A sense of humour in adversity can be attractive, but it is not always useful. Confronted by the worst recession in their country since the 1930s and the possible implosion of Europe’s single currency, the people of Italy have decided to avoid reality. In this week’s election a quarter of the electorate—a post-war record—did not even bother to show up. Of those who did, almost 30% endorsed Silvio Berlusconi, whose ruinous policies as a clownish prime minister are a main cause of Italy’s economic woes. And a further 25% voted for the Five Star Movement, which is led by a genuine comedian, Beppe Grillo. By contrast, Mario Monti, the reform-minded technocrat who has led Italy for the past 15 months and restored much of its battered credibility, got a measly 10%. This result is a disaster for Italy and for Europe. In Rome the centre-left coalition headed by Pier Luigi Bersani, the pre-election favourite who ended up getting only a whisker more of the vote than Mr Berlusconi, is now struggling to form a government: it is unlikely to be stable or durable (see article). Meanwhile, financial markets across Europe swooned on the news. Share prices fell sharply almost everywhere. Sovereign-bond yields jumped across the Mediterranean countries, to levels touched three months ago, even as they fell in Germany, bringing the euro crisis back to centre-stage.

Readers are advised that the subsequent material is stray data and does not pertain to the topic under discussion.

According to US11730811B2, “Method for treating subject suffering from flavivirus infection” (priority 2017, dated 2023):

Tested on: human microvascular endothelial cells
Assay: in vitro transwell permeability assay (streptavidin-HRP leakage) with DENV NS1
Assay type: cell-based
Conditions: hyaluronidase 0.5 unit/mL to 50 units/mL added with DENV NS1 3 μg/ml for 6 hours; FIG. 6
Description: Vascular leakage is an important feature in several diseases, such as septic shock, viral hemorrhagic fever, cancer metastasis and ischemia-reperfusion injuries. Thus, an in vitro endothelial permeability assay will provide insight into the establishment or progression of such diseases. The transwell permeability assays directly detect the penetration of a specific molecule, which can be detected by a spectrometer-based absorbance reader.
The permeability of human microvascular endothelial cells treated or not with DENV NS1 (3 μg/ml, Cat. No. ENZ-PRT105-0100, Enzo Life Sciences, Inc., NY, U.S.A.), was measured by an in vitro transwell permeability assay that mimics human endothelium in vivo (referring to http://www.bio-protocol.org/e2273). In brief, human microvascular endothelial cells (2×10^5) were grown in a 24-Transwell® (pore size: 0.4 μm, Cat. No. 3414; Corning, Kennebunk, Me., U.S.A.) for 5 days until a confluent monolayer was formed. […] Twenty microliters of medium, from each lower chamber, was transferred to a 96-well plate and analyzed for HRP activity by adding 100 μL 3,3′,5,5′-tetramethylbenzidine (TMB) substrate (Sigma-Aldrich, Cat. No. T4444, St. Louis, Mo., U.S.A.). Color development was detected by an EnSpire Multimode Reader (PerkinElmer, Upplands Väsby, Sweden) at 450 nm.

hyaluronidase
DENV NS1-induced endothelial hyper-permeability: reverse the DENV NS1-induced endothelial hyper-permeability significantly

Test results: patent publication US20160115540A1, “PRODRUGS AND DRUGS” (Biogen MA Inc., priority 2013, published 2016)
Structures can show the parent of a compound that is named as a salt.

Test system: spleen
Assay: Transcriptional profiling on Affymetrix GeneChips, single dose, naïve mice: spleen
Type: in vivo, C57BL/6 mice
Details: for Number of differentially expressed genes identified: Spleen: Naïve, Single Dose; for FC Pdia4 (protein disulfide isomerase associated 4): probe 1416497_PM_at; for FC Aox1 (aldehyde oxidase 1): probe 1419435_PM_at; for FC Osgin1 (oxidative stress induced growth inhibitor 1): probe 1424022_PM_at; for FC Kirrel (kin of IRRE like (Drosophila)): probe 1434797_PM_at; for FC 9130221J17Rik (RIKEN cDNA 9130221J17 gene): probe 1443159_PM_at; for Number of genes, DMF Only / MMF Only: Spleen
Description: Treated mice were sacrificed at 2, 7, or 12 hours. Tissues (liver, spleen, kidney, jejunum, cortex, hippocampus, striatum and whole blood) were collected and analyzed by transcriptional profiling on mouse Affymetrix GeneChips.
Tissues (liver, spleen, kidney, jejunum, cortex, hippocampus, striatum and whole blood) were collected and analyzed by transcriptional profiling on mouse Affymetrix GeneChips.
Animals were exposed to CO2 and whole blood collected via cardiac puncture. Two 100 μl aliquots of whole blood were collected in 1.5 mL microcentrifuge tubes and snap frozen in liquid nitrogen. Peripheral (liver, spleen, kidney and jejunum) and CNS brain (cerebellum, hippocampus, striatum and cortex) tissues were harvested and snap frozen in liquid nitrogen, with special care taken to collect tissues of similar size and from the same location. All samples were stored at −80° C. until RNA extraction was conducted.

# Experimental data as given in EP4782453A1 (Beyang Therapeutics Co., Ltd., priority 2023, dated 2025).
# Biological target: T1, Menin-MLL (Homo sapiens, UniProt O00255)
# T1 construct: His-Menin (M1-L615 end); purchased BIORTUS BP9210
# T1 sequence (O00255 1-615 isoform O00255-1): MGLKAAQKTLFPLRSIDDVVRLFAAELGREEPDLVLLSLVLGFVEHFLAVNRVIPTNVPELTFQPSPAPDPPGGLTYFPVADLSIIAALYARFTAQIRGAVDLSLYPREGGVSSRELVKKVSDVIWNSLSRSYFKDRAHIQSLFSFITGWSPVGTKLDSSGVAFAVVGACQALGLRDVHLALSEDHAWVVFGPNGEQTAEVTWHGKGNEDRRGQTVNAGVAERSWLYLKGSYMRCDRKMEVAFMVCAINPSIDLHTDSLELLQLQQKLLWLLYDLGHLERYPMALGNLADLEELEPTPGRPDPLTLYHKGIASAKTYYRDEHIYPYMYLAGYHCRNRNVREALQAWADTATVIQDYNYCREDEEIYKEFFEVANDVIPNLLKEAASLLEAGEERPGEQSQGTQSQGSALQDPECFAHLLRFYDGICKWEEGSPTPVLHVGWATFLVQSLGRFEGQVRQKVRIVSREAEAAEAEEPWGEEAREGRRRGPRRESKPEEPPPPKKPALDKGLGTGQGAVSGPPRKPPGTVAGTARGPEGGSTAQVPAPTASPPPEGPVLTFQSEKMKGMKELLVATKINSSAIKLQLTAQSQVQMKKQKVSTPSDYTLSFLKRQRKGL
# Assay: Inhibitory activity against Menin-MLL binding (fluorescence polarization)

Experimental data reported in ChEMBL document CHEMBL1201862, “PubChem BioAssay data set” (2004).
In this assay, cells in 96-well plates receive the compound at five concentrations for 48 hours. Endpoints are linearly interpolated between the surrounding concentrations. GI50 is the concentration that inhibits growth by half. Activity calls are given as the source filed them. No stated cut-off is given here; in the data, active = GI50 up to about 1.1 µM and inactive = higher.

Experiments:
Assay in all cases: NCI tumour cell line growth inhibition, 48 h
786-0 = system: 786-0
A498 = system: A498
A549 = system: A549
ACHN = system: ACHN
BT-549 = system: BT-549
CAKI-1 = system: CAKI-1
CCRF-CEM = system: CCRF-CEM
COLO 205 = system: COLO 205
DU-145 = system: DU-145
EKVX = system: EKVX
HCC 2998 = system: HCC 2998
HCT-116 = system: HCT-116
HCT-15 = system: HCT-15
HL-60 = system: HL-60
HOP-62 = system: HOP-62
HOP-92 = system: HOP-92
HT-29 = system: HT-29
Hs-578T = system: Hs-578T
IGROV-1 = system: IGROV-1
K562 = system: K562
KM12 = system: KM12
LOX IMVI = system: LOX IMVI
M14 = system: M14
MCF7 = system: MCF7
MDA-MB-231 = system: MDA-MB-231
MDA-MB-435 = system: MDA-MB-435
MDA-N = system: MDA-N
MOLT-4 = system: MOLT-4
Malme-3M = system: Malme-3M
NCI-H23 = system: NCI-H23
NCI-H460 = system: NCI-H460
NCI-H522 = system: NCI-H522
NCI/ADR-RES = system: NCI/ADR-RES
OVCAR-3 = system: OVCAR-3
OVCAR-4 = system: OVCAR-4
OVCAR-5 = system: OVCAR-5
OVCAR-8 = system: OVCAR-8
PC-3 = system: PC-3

In fact the danger is less of break-up than of stagnation. This was the week, history may conclude, when Europeans made clear that they were not interested in reform. Nine months after the French ran away from change, the Italians sprinted past them. As many as two-thirds of Italians rejected not only German-imposed austerity but the entire reform agenda that was designed to improve their economy’s dismal record of near-zero growth. Follow that path, and it leads to the economic paralysis and political decline that Japan has endured for the past 20 years.
The election result is scarily reminiscent of the most recent occasion when the centre-left governed Italy, in 2006. Then a ramshackle coalition under Romano Prodi stuttered on, only to expire after less than two years. Mr Bersani could try to form a “grand coalition” bringing together elements from the centre-left and the centre-right, though that means dealing with Mr Berlusconi. Mr Bersani might do better to form a minority government with Mr Monti, sustained from outside by Mr Grillo’s Five Star Movement, a formula that has more or less worked in Sicily. The “grillini”, as Mr Grillo’s new deputies and senators are known, need to decide whether to be purely negative in seeking to overturn the entire political order, or whether to be responsible and support sensible reforms.
To complicate things, the new parliament also has to elect a replacement for the president, Giorgio Napolitano. The best candidate is a former centre-left prime minister, Giuliano Amato. But whoever is chosen, and whatever government is cobbled together, Italy will struggle to avoid a fresh election later this year. It would be better if that election were fought with new political leaders and under a new electoral system that makes a repeat of today’s gridlock less likely.
Full Article: Italy’s election: Send in the clowns | The Economist.